The wild has spotted a new Python-based malware that allows remote access trojans (RATs) to gain control of the compromised systems.
Researchers at Securonix threat analysis company Securonix have given the new RAT the name PY#RATION. It uses WebSocket to communicate with C2 servers and exfiltrate victim hosts’ data.
The company has provided a technical report that explains how this malware functions. Researchers note that the RAT has been actively developing since they have seen several versions of the malware in the past eight months, when PY#RATION began.
Distribution through shortcut files
PY#RATION is distributed through a phishing campaign. It uses two ZIP files that contain password-protected shortcut.LNK file attachments disguised as images: front.jpg.lnk .
The shortcuts victim can see the driver’s license front and back when it is launched. Malicious code can also be executed to call the C2 (Pastebin later) and to download two files.TXT (front.txt and back.txt), which will eventually be renamed into BAT files in order to allow the malware execution.
The malware launches immediately and creates the directories ‘Cortana/Setup and ‘Cortana/Setup.’ It then runs additional executables from the temporary directory.
Persistence is established by adding a batch file (‘CortanaAssist.bat’) into the user’s startup directory.
Cortana is Microsoft’s Windows personal assistant. It aims to disguise malware files as system files.
Stealthy PY#RATION Rat
This malware is a Python RAT that was packed in an executable with automated packs like ‘pyinstaller and ‘py2exe’. These can transform Python code into executables for Windows, which include all required libraries.
The result is a large payload size. Version 1.0 (initial), was 14MB and version 1.6.0, 32MB. Because it includes additional code (+1 000 lines) as well as fernet encryption, the latest version is larger.
This allows the malware to evade detection. According to Securonix tests, the 1.6.0 version of the payload was not detected by any antivirus engines on VirusTotal.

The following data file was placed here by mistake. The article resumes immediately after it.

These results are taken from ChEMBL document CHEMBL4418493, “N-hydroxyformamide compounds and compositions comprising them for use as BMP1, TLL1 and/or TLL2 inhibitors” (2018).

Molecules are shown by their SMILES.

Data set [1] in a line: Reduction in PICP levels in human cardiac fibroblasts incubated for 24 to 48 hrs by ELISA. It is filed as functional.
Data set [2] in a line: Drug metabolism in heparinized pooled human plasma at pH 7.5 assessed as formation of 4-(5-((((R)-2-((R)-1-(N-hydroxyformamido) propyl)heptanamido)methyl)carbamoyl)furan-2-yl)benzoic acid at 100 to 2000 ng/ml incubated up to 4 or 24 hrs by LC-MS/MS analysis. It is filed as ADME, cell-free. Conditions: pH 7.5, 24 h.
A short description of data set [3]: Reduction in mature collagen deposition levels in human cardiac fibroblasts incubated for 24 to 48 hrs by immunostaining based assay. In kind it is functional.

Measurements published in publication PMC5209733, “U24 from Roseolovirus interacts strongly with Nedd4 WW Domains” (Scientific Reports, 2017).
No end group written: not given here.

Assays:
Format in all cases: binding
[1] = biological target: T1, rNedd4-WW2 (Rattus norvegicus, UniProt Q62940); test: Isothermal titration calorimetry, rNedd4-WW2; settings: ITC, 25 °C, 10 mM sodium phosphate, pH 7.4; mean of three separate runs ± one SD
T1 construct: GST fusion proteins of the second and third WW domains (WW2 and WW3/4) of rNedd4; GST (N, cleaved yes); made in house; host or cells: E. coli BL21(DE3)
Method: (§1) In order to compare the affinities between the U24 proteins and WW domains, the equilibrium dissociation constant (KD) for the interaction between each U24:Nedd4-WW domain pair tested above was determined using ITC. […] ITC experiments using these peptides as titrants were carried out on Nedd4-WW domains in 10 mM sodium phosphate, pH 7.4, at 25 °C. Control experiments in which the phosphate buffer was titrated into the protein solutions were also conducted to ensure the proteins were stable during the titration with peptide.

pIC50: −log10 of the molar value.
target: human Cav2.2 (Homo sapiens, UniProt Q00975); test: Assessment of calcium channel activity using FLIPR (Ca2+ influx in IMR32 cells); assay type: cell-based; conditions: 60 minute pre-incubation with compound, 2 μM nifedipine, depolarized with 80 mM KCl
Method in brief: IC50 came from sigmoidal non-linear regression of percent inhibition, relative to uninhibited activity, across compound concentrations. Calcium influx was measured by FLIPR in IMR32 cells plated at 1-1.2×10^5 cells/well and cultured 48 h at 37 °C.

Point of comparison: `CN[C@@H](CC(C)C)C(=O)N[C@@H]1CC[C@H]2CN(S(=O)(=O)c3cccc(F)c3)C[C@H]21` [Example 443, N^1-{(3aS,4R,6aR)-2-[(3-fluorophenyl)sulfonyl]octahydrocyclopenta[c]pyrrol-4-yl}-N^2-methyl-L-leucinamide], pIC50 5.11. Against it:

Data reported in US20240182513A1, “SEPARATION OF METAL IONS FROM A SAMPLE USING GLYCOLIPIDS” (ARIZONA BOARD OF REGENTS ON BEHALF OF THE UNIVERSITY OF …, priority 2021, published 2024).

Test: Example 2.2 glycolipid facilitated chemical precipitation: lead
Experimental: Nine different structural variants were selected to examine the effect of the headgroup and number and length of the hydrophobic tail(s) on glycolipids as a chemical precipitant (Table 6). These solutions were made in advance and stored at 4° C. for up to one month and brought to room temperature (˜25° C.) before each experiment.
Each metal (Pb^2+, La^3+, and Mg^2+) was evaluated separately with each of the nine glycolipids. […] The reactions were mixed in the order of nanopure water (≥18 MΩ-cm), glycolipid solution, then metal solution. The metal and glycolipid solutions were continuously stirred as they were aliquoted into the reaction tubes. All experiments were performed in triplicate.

Although Securonix didn’t share the hash for the malware samples with BleepingComputer, BleepingComputer found the following file which appears to have been from the campaign.
Securonix analysts extracted payload contents from the file and used the “pyinstxtractor” tool to examine the functions of code. This allowed them to identify the potential capabilities of the malware.
The following features are included in the version 1.6.0 PY#RATION Rat:
- Perform network enumeration
- File transfers can be made from the compromised system to the C2 or vice versa
- To record keystrokes of the victim, you can use keylogging
- Shell commands are executed
- Perform host enumeration
- Web browsers can be used to extract passwords and cookie information
- Copy data to the clipboard
- Anti-virus software running on your host is detected
the malware uses Python’s Socket.IO framework. This provides both client-server WebSocket communication features. This channel can be used to both communicate and exfiltrate data.
WebSockets have the advantage that malware can simultaneously send and receive data to and from the C2 via a single TCP connection. This is using common ports in network like 80 or 443.
Analysts noticed the use of the same C2 address by threat actors (“169[. The threat actors used the same C2 address (“169[.]239.129.108”) all through their campaign. This was from malware version 1.1.0 to 1.6.0.
Researchers claim that the IP was not blocked by the IPVoid system. This indicates that the PY#RATION went unnoticed for many months.
Details about the specific malware campaigns, its distribution volume and operators are still unknown.